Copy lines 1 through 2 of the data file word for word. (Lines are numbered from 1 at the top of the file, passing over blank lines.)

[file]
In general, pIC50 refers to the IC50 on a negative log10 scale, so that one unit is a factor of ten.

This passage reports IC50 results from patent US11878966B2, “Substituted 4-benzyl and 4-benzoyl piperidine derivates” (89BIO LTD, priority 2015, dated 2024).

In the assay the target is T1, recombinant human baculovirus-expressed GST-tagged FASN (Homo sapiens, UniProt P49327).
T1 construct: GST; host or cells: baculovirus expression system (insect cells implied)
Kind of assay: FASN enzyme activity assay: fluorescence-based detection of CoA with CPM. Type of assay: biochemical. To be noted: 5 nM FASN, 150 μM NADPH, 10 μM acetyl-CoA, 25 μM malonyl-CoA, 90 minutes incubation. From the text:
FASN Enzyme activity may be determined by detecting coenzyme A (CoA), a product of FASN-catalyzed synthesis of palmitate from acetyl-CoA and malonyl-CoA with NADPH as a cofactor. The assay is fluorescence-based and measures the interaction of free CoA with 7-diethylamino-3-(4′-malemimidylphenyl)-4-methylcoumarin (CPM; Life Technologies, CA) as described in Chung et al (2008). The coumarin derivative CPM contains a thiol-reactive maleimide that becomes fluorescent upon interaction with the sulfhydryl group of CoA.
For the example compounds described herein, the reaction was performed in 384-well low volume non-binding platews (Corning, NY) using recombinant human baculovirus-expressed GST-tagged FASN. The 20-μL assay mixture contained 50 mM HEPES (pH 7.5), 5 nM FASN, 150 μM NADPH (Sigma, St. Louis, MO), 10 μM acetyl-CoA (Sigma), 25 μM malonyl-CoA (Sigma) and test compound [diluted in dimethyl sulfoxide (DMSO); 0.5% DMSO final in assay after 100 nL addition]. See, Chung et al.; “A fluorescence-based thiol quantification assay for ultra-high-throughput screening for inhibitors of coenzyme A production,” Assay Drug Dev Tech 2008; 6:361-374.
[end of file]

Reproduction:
In general, pIC50 refers to the IC50 on a negative log10 scale, so that one unit is a factor of ten.

This passage reports IC50 results from patent US11878966B2, “Substituted 4-benzyl and 4-benzoyl piperidine derivates” (89BIO LTD, priority 2015, dated 2024).